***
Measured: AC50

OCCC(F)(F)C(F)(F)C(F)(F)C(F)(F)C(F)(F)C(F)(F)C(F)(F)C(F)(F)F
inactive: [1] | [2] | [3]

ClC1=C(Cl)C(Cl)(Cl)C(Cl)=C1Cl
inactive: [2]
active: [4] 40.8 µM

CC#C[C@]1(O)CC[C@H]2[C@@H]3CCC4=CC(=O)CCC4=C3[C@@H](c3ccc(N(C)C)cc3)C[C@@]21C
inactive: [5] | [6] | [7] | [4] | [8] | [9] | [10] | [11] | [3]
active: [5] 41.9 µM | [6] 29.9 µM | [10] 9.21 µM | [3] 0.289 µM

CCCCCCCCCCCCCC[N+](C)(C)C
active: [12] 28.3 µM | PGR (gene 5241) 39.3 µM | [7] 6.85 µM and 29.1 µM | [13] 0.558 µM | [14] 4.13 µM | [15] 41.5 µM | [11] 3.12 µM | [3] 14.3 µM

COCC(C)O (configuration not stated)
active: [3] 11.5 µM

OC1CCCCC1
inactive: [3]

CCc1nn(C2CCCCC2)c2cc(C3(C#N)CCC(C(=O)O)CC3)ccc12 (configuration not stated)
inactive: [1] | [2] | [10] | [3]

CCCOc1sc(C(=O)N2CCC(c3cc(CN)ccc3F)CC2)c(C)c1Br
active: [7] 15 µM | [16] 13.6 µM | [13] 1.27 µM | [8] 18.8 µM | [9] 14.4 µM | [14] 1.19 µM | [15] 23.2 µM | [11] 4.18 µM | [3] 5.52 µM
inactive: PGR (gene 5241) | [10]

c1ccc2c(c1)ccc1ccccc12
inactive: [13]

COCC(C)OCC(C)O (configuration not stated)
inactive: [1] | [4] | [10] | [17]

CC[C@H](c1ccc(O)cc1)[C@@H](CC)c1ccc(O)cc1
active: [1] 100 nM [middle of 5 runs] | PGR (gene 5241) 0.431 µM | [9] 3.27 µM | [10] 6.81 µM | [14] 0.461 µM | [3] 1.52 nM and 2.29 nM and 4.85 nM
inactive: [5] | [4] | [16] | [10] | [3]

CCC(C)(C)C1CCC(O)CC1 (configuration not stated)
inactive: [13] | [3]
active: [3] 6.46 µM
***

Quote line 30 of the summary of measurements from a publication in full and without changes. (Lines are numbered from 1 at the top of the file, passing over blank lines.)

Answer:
active: [3] 6.46 µM